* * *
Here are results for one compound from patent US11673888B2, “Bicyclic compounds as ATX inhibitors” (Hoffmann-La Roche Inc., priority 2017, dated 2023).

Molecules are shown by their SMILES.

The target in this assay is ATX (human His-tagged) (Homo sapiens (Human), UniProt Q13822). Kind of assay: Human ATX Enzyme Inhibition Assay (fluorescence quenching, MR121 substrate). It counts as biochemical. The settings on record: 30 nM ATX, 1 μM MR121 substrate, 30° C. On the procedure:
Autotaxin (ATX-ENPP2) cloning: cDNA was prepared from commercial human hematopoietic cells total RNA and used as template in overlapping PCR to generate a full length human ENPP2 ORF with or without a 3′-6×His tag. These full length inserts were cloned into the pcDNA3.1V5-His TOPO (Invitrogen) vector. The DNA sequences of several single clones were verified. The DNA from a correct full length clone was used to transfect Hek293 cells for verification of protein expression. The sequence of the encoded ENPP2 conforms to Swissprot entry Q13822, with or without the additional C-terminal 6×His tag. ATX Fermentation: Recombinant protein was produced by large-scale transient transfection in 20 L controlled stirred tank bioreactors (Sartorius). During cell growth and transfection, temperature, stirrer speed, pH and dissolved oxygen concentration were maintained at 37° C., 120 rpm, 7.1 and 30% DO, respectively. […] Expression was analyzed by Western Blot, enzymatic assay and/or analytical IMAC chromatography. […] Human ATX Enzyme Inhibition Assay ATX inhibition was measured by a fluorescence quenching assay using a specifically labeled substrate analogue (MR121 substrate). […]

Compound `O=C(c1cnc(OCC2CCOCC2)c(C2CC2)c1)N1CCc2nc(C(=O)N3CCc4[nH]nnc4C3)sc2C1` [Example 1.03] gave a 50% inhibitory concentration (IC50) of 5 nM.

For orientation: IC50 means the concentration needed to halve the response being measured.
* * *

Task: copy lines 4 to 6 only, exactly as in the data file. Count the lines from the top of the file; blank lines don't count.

Autotaxin (ATX-ENPP2) cloning: cDNA was prepared from commercial human hematopoietic cells total RNA and used as template in overlapping PCR to generate a full length human ENPP2 ORF with or without a 3′-6×His tag. These full length inserts were cloned into the pcDNA3.1V5-His TOPO (Invitrogen) vector. The DNA sequences of several single clones were verified. The DNA from a correct full length clone was used to transfect Hek293 cells for verification of protein expression. The sequence of the encoded ENPP2 conforms to Swissprot entry Q13822, with or without the additional C-terminal 6×His tag. ATX Fermentation: Recombinant protein was produced by large-scale transient transfection in 20 L controlled stirred tank bioreactors (Sartorius). During cell growth and transfection, temperature, stirrer speed, pH and dissolved oxygen concentration were maintained at 37° C., 120 rpm, 7.1 and 30% DO, respectively. […] Expression was analyzed by Western Blot, enzymatic assay and/or analytical IMAC chromatography. […] Human ATX Enzyme Inhibition Assay ATX inhibition was measured by a fluorescence quenching assay using a specifically labeled substrate analogue (MR121 substrate). […]

Compound `O=C(c1cnc(OCC2CCOCC2)c(C2CC2)c1)N1CCc2nc(C(=O)N3CCc4[nH]nnc4C3)sc2C1` [Example 1.03] gave a 50% inhibitory concentration (IC50) of 5 nM.

For orientation: IC50 means the concentration needed to halve the response being measured.